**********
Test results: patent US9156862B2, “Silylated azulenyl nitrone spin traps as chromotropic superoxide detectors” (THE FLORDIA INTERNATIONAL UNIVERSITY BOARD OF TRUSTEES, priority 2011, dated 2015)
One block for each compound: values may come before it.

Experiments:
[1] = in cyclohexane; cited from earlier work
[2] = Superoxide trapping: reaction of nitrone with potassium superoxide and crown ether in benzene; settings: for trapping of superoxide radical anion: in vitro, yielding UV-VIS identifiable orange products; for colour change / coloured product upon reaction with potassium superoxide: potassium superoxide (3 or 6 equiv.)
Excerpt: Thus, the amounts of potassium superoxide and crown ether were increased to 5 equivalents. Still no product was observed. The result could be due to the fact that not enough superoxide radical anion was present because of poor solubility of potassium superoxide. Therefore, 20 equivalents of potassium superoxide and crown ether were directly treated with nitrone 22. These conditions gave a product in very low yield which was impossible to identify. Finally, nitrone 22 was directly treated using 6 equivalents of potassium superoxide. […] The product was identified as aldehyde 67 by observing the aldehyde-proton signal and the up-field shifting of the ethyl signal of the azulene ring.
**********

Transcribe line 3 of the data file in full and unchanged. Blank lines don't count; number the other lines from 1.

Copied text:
Experiments: